Over the years I've worked on numerous brand realignment, and brand re-positioning strategies, these include companies of varying sizes, in different sectors, markets, and territories, many of them a mixture of luxury (high end) or volume (price driven) companies - and quite a few technology businesses.

One of the key tools we deployed to establish where the brand 'was/is now', and where we would like it to be was a basic research technique called 'brand recall'. 

To say it was time consuming and expensive is an understatement.

One of the more interesting ones I did was for a US based ladies 'hosiery and Shape wear company' (the guys who invented Nylon Stockings), I won't go into why we did a re-brand but when we went to do a brand recall exercise our intention was to gain insight into the market, and competitive landscape. 

Just for fun I threw in the potential name for the re-brand which hadn't even been launched, didn't have any product, and certainly hadn't any marketing activity with it.

To mine, and the clients surprise  it got a 9% brand recall, with a product association that was spookily close to where we were going. 

For the ladies reading this blog the biggest competitor to my client was 'Spanx' - and the new brand name for the client was going to be called 'Sculptz' - see what we did there?

When I run my 'brand alignment' workshops I ask people to download a 'word cloud' App prior to arrival - I do this to evidence that how they talk about the brand is a part of how potential customers can relate to them, example below.

If you were sat in a bar, or coffee shop after you had a meeting with a potential new client (go with me) and they entered said bar/coffee shop with members of their team, and started to talk about you and your company, what would you be wanting them to say?

In summary that's what personal and company branding is all about, so if you're not listening, and engaging how do you know if your 'on brand' or not?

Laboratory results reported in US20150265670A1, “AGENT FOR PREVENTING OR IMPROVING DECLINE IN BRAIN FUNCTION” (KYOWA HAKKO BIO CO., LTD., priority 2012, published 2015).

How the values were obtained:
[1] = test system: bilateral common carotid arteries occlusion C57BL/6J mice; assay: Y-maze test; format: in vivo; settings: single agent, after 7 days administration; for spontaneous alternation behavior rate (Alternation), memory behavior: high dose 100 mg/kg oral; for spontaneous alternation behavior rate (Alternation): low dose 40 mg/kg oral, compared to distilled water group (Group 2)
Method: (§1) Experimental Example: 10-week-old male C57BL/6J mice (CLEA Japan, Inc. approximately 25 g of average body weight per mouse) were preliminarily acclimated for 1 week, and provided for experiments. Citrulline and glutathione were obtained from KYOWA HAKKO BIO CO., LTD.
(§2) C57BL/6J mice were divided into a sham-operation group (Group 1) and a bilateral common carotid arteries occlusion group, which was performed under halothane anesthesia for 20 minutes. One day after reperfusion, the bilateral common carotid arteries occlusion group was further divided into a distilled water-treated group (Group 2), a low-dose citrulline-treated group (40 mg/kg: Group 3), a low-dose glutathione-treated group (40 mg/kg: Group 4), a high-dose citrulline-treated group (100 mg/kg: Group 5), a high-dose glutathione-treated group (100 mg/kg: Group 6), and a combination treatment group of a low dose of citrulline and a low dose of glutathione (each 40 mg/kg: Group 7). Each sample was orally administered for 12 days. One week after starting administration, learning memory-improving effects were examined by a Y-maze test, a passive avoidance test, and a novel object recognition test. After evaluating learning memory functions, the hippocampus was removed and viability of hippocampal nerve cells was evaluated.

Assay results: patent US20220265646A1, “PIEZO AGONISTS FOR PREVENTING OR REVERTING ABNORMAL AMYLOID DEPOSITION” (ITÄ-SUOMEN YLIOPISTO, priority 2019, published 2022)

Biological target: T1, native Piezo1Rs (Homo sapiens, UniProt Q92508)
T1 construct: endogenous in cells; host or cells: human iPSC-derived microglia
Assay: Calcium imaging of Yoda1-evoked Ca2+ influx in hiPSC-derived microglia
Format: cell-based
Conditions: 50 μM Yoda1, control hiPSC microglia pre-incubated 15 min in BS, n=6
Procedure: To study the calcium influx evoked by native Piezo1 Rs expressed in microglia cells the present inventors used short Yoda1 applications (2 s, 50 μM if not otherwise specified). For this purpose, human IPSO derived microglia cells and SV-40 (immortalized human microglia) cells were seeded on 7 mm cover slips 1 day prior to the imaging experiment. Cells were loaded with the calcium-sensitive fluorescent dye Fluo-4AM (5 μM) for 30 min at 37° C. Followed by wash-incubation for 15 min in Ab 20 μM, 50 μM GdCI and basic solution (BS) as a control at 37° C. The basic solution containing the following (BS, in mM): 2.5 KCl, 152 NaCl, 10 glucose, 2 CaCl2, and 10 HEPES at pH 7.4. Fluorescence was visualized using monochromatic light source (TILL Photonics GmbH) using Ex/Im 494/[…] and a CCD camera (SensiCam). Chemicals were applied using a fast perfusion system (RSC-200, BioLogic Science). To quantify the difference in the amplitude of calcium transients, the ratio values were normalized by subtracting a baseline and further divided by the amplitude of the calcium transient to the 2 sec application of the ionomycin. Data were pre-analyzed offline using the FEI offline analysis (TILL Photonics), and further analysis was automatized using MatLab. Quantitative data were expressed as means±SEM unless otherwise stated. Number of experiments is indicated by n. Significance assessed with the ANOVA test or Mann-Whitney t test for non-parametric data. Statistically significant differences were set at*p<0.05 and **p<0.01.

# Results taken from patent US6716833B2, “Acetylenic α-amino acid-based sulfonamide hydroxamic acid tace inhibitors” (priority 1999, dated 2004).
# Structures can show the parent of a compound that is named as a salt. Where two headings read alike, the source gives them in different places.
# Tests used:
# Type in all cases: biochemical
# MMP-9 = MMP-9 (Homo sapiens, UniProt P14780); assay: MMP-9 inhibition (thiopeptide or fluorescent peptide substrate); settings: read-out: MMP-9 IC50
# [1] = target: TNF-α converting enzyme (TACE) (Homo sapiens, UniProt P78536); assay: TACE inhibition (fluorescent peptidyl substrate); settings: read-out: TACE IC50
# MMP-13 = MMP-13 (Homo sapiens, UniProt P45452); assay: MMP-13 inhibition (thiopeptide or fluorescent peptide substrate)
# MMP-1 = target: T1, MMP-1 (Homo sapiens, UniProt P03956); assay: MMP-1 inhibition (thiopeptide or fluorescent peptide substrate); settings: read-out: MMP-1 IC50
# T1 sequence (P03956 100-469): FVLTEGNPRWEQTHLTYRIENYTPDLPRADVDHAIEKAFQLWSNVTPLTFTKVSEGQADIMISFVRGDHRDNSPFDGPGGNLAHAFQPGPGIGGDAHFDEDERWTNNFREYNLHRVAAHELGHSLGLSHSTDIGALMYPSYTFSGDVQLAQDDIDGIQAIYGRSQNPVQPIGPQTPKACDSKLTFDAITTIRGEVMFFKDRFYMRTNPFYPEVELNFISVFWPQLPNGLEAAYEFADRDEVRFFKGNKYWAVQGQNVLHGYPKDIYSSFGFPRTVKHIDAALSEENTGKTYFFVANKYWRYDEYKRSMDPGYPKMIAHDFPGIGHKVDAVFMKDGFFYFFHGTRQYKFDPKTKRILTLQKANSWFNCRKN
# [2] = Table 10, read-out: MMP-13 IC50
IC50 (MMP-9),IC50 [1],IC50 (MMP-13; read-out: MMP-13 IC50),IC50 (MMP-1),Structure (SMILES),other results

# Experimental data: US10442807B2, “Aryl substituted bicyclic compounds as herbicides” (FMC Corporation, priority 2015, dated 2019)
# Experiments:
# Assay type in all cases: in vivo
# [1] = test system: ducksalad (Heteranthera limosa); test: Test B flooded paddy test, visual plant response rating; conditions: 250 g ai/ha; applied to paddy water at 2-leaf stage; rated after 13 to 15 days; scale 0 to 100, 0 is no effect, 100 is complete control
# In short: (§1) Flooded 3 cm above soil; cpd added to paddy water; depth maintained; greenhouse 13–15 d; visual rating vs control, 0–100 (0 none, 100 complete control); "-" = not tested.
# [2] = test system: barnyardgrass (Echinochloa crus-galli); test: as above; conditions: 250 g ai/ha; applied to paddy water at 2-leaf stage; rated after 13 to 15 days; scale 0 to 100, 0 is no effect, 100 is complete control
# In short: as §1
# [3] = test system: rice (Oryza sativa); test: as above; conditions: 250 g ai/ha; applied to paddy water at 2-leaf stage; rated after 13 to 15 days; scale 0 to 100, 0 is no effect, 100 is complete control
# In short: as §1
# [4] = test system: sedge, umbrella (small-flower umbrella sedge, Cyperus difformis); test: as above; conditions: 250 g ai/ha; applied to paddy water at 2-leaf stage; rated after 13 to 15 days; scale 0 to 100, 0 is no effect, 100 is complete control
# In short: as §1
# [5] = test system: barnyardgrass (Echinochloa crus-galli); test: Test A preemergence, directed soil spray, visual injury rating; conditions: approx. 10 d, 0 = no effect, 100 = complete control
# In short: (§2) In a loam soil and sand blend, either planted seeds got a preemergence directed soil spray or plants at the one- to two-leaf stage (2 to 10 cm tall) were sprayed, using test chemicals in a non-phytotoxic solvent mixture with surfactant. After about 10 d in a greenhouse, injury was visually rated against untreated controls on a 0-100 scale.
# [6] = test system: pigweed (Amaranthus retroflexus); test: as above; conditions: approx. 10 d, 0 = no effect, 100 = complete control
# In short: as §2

Today, word clouds simply form part of a number of freely available 'listening' tools, and are a staple part of some of the more professional 'paid for' solutions. 

These professional tools can go a lot deeper than just words, they can see 'sentiment' and 'intent'. They can identify which platforms your brand is most active on, and with whom, they can also be used to help you 'listen' to competitors, in the same way your competitor can listen to you.

The tools available today allow you to have a dynamic and detailed view of how you and your company are being perceived on Social Media. And as I have often evidenced in numerous blog post it seems many brands simply don't invest in the time and effort to make use of the information these tools are throwing out - as the saying goes 'a fool with a tool, is still a fool'.

Most of these tools are being used by an outsourced agency, who definitely don't want to be an extension of your 'customer service' department, they just want to charge you the ongoing retainer and do as little as possible to maximise their margin, not yours. 

If you invest in a Social Media presence, at least ensure you've put the same investment into being 'social' - and that includes not just listening, but engaging, adding value, and working to build out strong communities of people who can help leverage your brand and proposition - its a two way process!